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Sample

Object-Oriented Design and

Programming in LabVIEW

TM

Course Manual

Course Software Version 2010

November 2010 Edition

Part Number 325616A-01

Object-Oriented Design and Programming in LabVIEW

Copyright

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Contents

Sample

Student Guide

A.

B.

C.

D.

E.

F.

NI Certification

.....................................................................................................

v

Course Description

...............................................................................................

vi

What You Need to Get Started

.............................................................................

vi

Installing the Course Software

..............................................................................

vii

Course Goals

.........................................................................................................

vii

Course Conventions

..............................................................................................

viii

Lesson 1

Introduction to Object-Oriented Programming

A.

B.

C.

D.

What is a Class?

....................................................................................................

1-2

What is an Object?

................................................................................................

1-3

What is Object-Oriented Design?

.........................................................................

1-6

What is Object-Oriented Programming?

..............................................................

1-7

Lesson 2

Designing an Object-Oriented Application

A.

B.

C.

D.

E.

Object-Oriented Design

........................................................................................

2-2

Differentiating Classes

..........................................................................................

2-2

Identifying Classes and Methods

..........................................................................

2-5

Class Relationships

...............................................................................................

2-6

Common Design Mistakes

....................................................................................

2-13

Lesson 3

Object-Oriented Programming in LabVIEW

A.

B.

Introduction to Object-Oriented Programming in G 3-2 .............................................

LabVIEW Classes 3-3 .................................................................................................

C.

D.

E.

F.

G.

Encapsulation 3-11 ........................................................................................................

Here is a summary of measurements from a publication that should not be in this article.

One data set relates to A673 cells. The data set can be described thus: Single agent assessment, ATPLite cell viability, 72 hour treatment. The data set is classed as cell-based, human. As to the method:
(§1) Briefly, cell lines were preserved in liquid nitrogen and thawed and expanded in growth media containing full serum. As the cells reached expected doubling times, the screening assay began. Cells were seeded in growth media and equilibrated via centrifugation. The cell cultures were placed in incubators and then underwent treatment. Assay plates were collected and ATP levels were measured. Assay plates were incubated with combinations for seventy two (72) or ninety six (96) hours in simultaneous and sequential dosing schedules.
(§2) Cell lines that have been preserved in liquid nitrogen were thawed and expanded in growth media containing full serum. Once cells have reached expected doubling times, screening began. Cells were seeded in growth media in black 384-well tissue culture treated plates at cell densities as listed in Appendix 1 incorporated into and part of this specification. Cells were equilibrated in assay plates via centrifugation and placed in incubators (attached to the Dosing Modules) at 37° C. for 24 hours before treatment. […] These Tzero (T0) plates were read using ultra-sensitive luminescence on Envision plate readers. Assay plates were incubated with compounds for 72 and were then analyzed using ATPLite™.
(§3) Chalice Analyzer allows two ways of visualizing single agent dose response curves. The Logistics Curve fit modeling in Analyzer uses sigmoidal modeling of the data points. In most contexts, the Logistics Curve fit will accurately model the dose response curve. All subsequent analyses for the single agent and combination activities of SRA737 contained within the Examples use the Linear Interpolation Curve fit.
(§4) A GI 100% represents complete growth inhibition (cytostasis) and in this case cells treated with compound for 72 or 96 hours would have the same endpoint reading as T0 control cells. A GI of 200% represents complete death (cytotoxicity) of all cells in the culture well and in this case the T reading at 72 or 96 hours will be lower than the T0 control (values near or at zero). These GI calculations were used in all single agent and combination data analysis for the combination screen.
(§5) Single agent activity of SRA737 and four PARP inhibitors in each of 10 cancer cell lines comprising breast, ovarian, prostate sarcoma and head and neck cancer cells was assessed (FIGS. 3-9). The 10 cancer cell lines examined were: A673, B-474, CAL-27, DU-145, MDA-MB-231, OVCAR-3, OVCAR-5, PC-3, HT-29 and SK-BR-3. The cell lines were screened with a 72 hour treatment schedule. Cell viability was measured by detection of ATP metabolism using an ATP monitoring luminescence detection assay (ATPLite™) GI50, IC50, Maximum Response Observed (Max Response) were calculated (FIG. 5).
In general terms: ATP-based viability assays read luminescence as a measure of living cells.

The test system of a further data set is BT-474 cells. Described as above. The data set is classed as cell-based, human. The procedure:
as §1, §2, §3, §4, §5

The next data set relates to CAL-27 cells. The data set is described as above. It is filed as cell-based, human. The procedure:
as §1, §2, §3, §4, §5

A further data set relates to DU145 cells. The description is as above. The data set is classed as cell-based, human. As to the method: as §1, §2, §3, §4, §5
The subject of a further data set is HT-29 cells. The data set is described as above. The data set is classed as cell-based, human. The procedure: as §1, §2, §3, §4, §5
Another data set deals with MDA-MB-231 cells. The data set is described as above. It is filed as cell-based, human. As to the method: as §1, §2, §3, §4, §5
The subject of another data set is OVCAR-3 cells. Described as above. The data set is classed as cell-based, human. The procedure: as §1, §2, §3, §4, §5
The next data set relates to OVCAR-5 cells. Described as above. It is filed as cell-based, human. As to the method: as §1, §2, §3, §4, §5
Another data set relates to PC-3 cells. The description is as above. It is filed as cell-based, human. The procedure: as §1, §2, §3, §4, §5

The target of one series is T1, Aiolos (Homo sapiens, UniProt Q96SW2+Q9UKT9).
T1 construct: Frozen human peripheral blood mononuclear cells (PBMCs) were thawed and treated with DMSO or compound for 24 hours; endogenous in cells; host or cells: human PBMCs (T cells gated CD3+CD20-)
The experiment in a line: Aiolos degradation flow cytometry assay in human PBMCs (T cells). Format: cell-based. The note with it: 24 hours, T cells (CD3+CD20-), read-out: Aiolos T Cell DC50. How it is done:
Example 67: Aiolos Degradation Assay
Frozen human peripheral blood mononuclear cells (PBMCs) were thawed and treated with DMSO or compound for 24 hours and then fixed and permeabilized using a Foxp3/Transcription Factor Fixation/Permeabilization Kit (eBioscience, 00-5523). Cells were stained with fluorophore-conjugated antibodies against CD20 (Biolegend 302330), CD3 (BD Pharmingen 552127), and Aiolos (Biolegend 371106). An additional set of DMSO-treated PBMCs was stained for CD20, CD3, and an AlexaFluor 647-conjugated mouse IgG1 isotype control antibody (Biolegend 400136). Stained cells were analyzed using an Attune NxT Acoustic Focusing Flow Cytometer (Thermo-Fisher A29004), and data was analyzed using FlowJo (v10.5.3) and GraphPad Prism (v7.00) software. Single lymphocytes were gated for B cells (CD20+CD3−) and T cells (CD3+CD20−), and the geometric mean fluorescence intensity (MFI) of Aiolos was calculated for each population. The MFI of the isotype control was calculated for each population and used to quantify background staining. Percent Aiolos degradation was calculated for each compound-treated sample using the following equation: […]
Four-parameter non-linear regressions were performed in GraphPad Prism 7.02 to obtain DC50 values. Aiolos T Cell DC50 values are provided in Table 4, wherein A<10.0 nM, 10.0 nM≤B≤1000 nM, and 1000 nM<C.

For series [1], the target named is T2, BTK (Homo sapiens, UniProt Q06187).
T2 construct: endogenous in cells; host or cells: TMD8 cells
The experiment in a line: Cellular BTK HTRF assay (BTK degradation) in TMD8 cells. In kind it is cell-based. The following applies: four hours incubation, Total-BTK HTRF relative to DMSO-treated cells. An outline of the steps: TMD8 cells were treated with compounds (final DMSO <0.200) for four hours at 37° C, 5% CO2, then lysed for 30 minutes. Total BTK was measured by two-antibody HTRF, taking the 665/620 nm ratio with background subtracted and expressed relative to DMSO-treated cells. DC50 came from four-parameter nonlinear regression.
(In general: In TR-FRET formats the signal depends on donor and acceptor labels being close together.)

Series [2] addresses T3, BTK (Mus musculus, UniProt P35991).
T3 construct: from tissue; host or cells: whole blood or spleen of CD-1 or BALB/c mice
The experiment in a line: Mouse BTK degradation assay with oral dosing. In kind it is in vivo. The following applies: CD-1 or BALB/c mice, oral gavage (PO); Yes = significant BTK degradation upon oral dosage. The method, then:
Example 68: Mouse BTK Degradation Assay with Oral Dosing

Inheritance

............................................................................................................

3-19

Dynamic Dispatch 3-24 .................................................................................................

Tools

.....................................................................................................................

3-33

Common Use Cases

..............................................................................................

3-38

Lesson 4

Object-Oriented Tools and Design Patterns

A.

B.

C.

D.

E.

F.

Object References and Construction Guarantees

..................................................

4-2

Front Panel Displays for Object Data

...................................................................

4-7

Design Patterns: Introduction

...............................................................................

4-10

Channeling Pattern

................................................................................................

4-11

Aggregation Pattern

..............................................................................................

4-13

Factory Pattern

......................................................................................................

4-15

Sample

Contents

G.

H.

I.

Delegation Pattern

.................................................................................................

4-17

Visitor

Pattern

.......................................................................................................

4-18

Design Patterns: Conclusion

.................................................................................

4-19

Lesson 5

Reviewing an Object-Oriented Application

A.